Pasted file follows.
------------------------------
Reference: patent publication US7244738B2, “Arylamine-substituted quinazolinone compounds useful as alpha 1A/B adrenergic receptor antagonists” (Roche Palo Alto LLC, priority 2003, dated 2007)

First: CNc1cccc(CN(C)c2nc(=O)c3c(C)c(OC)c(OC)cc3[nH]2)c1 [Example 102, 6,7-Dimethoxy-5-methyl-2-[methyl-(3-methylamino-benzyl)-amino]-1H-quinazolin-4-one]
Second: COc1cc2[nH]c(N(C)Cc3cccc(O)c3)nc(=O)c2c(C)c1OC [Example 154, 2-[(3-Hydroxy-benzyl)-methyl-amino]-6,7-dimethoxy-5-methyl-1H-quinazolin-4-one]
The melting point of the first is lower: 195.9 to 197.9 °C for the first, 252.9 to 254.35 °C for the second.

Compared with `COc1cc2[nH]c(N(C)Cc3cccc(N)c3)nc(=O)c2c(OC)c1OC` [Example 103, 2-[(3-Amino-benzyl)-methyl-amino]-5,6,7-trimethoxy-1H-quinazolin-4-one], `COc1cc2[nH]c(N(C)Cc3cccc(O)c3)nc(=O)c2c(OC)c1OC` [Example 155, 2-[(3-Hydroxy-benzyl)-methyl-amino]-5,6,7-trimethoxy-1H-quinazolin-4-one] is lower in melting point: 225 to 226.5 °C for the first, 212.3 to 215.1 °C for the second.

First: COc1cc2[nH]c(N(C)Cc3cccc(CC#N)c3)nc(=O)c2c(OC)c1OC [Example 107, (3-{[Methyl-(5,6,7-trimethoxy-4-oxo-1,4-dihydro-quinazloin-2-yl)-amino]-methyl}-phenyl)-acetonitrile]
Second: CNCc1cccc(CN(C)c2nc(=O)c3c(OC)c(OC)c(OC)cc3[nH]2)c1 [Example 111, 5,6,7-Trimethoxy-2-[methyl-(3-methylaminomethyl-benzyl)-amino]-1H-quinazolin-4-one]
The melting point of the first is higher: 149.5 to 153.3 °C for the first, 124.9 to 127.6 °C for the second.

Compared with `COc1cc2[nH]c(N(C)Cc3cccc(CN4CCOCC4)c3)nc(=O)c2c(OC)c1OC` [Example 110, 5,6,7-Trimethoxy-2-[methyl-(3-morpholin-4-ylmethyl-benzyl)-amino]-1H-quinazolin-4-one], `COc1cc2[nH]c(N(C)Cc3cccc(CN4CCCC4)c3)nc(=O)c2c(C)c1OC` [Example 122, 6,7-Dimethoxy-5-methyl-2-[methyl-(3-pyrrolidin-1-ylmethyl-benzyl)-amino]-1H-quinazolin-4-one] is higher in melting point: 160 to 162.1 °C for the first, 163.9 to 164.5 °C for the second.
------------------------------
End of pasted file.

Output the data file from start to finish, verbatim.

Reference: patent publication US7244738B2, “Arylamine-substituted quinazolinone compounds useful as alpha 1A/B adrenergic receptor antagonists” (Roche Palo Alto LLC, priority 2003, dated 2007)

First: CNc1cccc(CN(C)c2nc(=O)c3c(C)c(OC)c(OC)cc3[nH]2)c1 [Example 102, 6,7-Dimethoxy-5-methyl-2-[methyl-(3-methylamino-benzyl)-amino]-1H-quinazolin-4-one]
Second: COc1cc2[nH]c(N(C)Cc3cccc(O)c3)nc(=O)c2c(C)c1OC [Example 154, 2-[(3-Hydroxy-benzyl)-methyl-amino]-6,7-dimethoxy-5-methyl-1H-quinazolin-4-one]
The melting point of the first is lower: 195.9 to 197.9 °C for the first, 252.9 to 254.35 °C for the second.

Compared with `COc1cc2[nH]c(N(C)Cc3cccc(N)c3)nc(=O)c2c(OC)c1OC` [Example 103, 2-[(3-Amino-benzyl)-methyl-amino]-5,6,7-trimethoxy-1H-quinazolin-4-one], `COc1cc2[nH]c(N(C)Cc3cccc(O)c3)nc(=O)c2c(OC)c1OC` [Example 155, 2-[(3-Hydroxy-benzyl)-methyl-amino]-5,6,7-trimethoxy-1H-quinazolin-4-one] is lower in melting point: 225 to 226.5 °C for the first, 212.3 to 215.1 °C for the second.

First: COc1cc2[nH]c(N(C)Cc3cccc(CC#N)c3)nc(=O)c2c(OC)c1OC [Example 107, (3-{[Methyl-(5,6,7-trimethoxy-4-oxo-1,4-dihydro-quinazloin-2-yl)-amino]-methyl}-phenyl)-acetonitrile]
Second: CNCc1cccc(CN(C)c2nc(=O)c3c(OC)c(OC)c(OC)cc3[nH]2)c1 [Example 111, 5,6,7-Trimethoxy-2-[methyl-(3-methylaminomethyl-benzyl)-amino]-1H-quinazolin-4-one]
The melting point of the first is higher: 149.5 to 153.3 °C for the first, 124.9 to 127.6 °C for the second.

Compared with `COc1cc2[nH]c(N(C)Cc3cccc(CN4CCOCC4)c3)nc(=O)c2c(OC)c1OC` [Example 110, 5,6,7-Trimethoxy-2-[methyl-(3-morpholin-4-ylmethyl-benzyl)-amino]-1H-quinazolin-4-one], `COc1cc2[nH]c(N(C)Cc3cccc(CN4CCCC4)c3)nc(=O)c2c(C)c1OC` [Example 122, 6,7-Dimethoxy-5-methyl-2-[methyl-(3-pyrrolidin-1-ylmethyl-benzyl)-amino]-1H-quinazolin-4-one] is higher in melting point: 160 to 162.1 °C for the first, 163.9 to 164.5 °C for the second.